“Russia has decades of experience hitting people by targeting their satellite communications. In 1996, Chechen president Dzhokhar Dudayev was careful, but Russian aircraft reportedly found his satphone call & killed him with a missile strike. Satellite phones tend to send signals out in all directions. Making them easy targets. The technology for locating & intercepting them is well-honed.”
He described how the situation is different for Starlink and very-small-aperture terminals (VSATs), which are admittedly more secure. He tweeted that there are still ways to locate and destroy VSAT terminals and noted that Russia has recent experience doing just that in Syria. However, ISIS and other belligerents in the Syrian conflict used strategies to protect their uplinks, which he shared:
“In Syria, ISIS reportedly came up w/ various tactics to avoid being killed by strikes against their satellite internet terminals. E.g. Distancing dishes from their installations, covertly taking a connection from civilian internet cafes’ VSATs, etc.. Deadly cat & mouse. Takeaway: early in a conflict w/disrupted internet, satellite internet feels like a savior. But it quickly introduces *very real, deadly new vulnerabilities* If you don’t understand them, people die needlessly until they learn & adapt. This has happened again. And again.”
Musk also responded to Fedorov’s tweets where he raised power concerns and offered some suggestions. In a series of tweets, he also took the opportunity to address concerns about Russian strikes on Starlink terminals:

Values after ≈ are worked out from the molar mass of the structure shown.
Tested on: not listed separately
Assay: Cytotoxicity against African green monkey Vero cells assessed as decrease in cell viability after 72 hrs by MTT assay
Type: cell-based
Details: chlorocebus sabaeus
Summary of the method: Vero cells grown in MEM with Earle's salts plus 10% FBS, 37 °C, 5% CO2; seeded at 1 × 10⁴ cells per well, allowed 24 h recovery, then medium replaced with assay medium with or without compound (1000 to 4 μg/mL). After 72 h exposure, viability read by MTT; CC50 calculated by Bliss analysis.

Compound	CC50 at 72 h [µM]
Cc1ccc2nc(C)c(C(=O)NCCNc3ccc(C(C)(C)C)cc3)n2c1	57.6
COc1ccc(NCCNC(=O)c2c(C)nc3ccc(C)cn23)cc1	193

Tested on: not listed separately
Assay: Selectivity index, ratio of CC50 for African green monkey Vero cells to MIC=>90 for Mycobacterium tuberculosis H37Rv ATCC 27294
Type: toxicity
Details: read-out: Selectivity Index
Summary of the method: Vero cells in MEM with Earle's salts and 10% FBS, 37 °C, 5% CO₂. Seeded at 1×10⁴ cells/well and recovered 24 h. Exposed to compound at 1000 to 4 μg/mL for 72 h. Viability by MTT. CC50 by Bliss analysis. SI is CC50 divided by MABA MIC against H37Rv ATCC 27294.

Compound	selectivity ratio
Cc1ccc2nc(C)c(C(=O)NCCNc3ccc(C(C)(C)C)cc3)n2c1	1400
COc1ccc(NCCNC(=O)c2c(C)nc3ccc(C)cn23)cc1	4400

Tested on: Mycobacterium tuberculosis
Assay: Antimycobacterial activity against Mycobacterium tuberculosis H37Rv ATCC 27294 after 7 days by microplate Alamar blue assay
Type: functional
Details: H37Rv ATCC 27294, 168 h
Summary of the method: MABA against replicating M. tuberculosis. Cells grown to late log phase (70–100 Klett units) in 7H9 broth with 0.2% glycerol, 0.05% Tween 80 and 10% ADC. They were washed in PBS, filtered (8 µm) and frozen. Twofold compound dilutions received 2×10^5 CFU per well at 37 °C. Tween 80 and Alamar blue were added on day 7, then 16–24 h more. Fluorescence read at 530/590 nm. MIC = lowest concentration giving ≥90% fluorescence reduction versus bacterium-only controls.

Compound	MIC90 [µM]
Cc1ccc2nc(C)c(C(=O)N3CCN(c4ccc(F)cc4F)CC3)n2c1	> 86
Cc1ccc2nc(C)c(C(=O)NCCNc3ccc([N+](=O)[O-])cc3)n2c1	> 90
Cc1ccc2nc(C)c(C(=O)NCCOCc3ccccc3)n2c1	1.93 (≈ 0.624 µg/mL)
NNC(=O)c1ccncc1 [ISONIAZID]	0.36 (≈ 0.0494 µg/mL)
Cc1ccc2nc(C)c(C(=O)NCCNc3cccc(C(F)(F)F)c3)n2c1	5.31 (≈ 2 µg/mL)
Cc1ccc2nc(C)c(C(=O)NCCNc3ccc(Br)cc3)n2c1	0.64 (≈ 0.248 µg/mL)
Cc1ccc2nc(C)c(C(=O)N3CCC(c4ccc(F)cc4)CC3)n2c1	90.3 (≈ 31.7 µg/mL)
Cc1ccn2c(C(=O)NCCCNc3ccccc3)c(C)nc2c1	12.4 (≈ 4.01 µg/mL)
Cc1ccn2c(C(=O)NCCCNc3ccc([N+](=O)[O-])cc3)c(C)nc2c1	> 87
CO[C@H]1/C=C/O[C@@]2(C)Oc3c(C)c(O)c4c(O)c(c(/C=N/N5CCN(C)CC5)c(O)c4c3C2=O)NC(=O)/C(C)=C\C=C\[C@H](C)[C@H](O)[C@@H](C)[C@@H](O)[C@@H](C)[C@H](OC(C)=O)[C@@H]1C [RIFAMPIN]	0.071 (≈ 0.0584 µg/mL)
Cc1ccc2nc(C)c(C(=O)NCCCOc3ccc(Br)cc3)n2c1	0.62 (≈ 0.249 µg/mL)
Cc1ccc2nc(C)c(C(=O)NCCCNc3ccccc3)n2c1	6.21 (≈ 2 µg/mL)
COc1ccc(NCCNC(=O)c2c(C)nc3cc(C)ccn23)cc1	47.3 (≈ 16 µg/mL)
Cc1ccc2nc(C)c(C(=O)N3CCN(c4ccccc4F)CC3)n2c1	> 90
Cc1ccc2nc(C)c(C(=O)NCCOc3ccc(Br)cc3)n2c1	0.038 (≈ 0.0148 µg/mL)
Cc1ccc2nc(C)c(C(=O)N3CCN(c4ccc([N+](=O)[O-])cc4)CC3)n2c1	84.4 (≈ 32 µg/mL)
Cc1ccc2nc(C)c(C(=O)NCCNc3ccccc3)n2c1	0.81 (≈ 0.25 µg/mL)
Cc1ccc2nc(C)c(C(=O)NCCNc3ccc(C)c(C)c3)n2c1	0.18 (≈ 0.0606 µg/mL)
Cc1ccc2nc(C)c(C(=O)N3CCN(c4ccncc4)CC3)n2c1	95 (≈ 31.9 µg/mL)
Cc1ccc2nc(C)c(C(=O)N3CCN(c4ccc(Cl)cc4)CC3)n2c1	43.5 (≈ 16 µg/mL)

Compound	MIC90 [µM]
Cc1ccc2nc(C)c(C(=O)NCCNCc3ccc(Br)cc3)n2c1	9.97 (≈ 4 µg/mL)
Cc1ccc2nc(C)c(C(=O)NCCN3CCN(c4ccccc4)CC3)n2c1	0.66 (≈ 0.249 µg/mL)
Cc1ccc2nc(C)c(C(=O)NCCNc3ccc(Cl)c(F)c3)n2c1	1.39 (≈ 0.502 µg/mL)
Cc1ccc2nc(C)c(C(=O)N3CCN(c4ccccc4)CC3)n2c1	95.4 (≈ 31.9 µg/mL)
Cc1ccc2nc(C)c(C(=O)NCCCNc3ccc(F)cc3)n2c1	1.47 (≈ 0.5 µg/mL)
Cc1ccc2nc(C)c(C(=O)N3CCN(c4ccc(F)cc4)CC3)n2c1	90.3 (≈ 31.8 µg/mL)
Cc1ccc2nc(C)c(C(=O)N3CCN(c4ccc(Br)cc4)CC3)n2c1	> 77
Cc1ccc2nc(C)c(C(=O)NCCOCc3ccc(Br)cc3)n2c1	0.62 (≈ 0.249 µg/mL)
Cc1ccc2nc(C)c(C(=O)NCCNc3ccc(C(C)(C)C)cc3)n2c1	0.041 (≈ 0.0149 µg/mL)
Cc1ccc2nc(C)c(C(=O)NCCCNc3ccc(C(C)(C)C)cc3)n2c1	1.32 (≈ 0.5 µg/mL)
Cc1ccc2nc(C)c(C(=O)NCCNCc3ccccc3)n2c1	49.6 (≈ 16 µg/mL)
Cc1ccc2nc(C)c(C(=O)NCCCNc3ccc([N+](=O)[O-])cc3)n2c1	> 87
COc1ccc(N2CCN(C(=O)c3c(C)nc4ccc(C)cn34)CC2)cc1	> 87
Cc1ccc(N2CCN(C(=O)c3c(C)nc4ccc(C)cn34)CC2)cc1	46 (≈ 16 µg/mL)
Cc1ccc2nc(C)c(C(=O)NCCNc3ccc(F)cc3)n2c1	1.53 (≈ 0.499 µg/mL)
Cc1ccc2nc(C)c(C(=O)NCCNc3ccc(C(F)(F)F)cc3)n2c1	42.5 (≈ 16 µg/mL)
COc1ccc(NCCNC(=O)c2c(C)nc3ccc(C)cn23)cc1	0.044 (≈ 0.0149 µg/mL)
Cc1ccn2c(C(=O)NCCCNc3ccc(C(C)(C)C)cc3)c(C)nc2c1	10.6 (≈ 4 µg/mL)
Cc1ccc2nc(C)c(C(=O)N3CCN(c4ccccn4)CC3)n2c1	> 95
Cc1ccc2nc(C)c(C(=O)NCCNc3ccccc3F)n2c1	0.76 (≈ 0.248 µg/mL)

- “Solar panels + battery pack better than generator, as no heat signature or smoke & doesn’t run out of fuel.” – March 2nd
- “Updating software to reduce peak power consumption, so Starlink can be powered from car cigarette lighter. Mobile roaming enabled, so phased array antenna can maintain signal while on moving vehicle.” – March 3rd
- “Starlink is the only non-Russian communications system still working in some parts of Ukraine, so probability of being targeted is high. Please use with caution.” – March 3rd
Another saving grace is that neither side in this conflict has achieved air superiority yet. According to Oryx, a website that tracks the loss of military equipment through open-source reports, the Russians have lost 13 airplanes, 15 helicopters, and 8 uncrewed aerial vehicles (UAVs). In contrast, Ukrainian forces have lost 9 aircraft and 4 UAVs. These low losses are consistent with neither side controlling the skies and because both armies are well-equipped with surface-to-air missiles (SAMs).
Nevertheless, these warnings are a sober reminder that no technology is 100% safe in warfare. It’s also a stark reminder of how dangerous this conflict has become for civilians, who find themselves being fired upon by Russian missiles, artillery, and aircraft. At the same time, it demonstrates how VPM Fedorov’s efforts are part of a wider effort to mobilize a “smart force” campaign to counter Russia’s brute force invasion.
History has shown that economics and communications are often the smartest weapons for taking down a numerically superior force! Sometimes, it can also be the key to victory.